|[ Excerpt from The Science of Yoga, page 59 ]
Hasta Prana Mudras
From a physiological perspective, by subtly uniting terminal aspects of both the sympathetic and parasympathetic nervous systems, certain neurological functions could be affected by the acts of mudras.
Since each of the three parts of the lungs are controlled by an aspect of the brainstem called the medulla oblongata (apraakasha bindu, in yoga), then it follows that certain mudras can be used to affect (stimulate) the parasympathetic responses of this center.
This respiratory centre of the brain can be divided into 3 parts, each in turn neurologically affecting one of the three lobes of the lungs. The three mudras that affect the different lobes of the lungs are:
- Chin Mudra – affects the lower abdominal area
- Chinmaya Mudra – affects the intercostals (mid) part
- Adhi Mudra – affects the clavicular region
A fourth mudra, Brahma Mudra, brings together all of the terminal aspects of the three and enhances the complete breathing function of the lungs.
The hasta mudras do not present any inherent dangers, as some of the more powerful, advanced mudras may, for one who is not prepared for or adequately trained in their use, and so they present an ideal entry point from which to begin to explore this branch of yoga.
Bear in mind that it takes time to develop the necessary subtle awareness to be able to the effects of a mudra. In the beginning you may feel little if nothing at all with these techniques, so I encourage you to just maintain the position of the mudras during the breathing practices, and continue to pay close attention so that over time you will begin to perceive their effects with increasing distinction.
Note: The photographs for all the hasta mudras show the right hand turned upwards for demonstration purposes only.
This mudra helps gain control of the lower parts of the lungs in adham pranayama. Join the tips of the thumbs and index fingers in as perfect a circle as possible. The other three fingers should be kept parallel to one another. Place the mudra facing downwards on the upper thighs and breathe deeply.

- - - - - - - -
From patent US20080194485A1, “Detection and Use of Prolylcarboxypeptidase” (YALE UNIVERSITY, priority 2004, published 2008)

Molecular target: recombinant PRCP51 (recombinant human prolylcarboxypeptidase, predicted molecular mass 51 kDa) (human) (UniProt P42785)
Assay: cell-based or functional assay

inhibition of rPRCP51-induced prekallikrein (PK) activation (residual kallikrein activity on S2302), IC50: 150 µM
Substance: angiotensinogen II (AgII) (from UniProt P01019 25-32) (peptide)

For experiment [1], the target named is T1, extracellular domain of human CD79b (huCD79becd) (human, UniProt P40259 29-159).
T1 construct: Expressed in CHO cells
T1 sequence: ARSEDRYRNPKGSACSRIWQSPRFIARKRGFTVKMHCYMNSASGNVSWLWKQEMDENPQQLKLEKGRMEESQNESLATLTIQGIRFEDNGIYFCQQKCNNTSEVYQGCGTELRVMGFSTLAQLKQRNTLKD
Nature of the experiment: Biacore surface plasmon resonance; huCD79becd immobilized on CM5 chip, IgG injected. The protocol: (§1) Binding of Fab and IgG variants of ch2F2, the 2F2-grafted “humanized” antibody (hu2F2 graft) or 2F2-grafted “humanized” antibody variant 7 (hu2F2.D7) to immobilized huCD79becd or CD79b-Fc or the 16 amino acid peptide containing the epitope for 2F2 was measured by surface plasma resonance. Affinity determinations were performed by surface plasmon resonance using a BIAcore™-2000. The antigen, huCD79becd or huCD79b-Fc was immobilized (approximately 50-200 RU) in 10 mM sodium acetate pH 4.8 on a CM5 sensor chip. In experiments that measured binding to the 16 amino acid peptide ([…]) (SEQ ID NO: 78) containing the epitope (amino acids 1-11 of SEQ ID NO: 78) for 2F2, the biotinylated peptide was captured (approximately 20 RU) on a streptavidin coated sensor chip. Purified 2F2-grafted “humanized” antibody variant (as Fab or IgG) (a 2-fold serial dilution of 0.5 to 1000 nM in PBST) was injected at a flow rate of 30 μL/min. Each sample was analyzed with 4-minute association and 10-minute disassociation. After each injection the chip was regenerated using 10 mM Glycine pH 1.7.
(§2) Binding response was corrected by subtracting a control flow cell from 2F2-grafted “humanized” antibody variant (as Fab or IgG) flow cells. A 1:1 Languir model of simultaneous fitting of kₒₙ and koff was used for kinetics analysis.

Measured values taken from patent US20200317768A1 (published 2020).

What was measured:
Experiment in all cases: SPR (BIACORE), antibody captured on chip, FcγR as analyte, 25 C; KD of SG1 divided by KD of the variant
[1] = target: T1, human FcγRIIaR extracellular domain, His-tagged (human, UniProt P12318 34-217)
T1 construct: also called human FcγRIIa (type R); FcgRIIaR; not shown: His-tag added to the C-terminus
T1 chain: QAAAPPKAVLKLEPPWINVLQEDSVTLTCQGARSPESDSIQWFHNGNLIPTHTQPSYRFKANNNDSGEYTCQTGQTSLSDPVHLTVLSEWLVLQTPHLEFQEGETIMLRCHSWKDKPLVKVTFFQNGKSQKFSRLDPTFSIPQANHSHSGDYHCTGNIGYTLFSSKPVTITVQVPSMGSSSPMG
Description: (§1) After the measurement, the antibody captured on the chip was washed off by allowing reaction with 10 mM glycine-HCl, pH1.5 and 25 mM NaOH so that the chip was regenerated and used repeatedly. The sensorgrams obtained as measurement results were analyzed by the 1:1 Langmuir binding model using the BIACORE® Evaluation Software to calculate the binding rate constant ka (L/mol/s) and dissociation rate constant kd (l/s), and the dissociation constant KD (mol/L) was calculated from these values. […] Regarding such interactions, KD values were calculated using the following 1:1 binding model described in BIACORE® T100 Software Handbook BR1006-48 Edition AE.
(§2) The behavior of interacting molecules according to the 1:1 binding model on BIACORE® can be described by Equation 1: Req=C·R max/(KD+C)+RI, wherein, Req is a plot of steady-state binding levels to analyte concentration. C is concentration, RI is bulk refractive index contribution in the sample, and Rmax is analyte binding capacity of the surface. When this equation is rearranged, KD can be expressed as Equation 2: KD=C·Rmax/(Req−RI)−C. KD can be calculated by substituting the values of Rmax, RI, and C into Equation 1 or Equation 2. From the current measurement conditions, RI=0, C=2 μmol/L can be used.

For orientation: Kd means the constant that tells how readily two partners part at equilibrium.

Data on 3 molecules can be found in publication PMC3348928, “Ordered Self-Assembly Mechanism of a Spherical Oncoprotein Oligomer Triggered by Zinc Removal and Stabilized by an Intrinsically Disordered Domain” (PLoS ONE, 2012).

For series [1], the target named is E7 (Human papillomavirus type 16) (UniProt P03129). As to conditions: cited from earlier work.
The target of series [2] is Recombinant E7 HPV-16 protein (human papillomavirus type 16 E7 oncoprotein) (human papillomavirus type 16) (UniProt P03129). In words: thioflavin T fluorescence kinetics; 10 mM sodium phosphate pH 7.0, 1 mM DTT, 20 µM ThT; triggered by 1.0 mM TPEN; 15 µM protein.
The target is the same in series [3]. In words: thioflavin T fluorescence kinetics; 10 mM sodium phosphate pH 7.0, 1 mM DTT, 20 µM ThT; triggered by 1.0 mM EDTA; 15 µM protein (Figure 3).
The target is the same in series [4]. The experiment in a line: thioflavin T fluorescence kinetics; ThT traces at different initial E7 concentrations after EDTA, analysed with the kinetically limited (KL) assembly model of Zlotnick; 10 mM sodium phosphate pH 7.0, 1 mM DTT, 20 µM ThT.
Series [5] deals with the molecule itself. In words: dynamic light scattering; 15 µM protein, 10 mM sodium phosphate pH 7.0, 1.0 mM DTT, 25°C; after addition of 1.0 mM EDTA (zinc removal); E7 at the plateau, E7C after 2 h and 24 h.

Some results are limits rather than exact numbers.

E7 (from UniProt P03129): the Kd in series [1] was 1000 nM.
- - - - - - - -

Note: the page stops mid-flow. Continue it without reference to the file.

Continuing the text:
This mudra helps us to breathe better into the middle sections of the lungs in madhyam pranayama. Join the tips of the index fingers and thumbs as in chin mudra and then curl the other three fingers into the palms. Place the mudra facing downwards on the upper thighs and breathe deeply.
The upper regions of the lungs are especially utilized when we breathe in the adhyam pranayama with the adhi mudra. Close all the four fingers in a fist over the thumb. Place the mudra facing downwards on the thighs and breathe deeply.
This mudra is used in the performance of complete yogic breathing (mahat yoga pranayama), in which we consciously breathe into each of the different lung sections, in succession. Make both hands into a fist with the thumbs inside the fists (as in adhi mudra). Turn the fists under so that the backs of the hands are facing downwards. Bring the hands together, with the opposing knuckles touching each other, hold them in front of the navel and breathe deeply.
This mudra is used when one wishes to ‘de-activate’ the breathing centre, or to avoid the neuro-stimulating affects of mudra. It can be used in various pranayama techniques where, for instance, one may wish to stimulate the breathing function of one lung, while conversely inhibiting the other, etc.
Yoga mudra, “the gesture of union,” is performed by clasping the hands together with fingers of the right hand dominant. That is to say that each finger of the right hand is on top, or superior to the corresponding finger of the left hand. Looking down at the interlocked hands, you should see the right thumb crossed over top of the left thumb.
Additionally, the palms should be brought together and the hands placed gently to rest on the upper thighs. This is an introverted gesture that helps to control the senses and their tendency to turn outward. That makes it an ideal placement to return the hands to while relaxing in a seated posture, or during the performance of some simple pranayamas or other yoga techniques.
Note: The term yoga mudra also refers to an advanced position, where in baddha padma asana (bound lotus position) the forehead is lowered to the floor in front.
NOTE: This yoga article is an excerpt from The Science of Yoga, an online yoga training program with streaming yoga videos and 600 pages of step-by-step yoga instruction.
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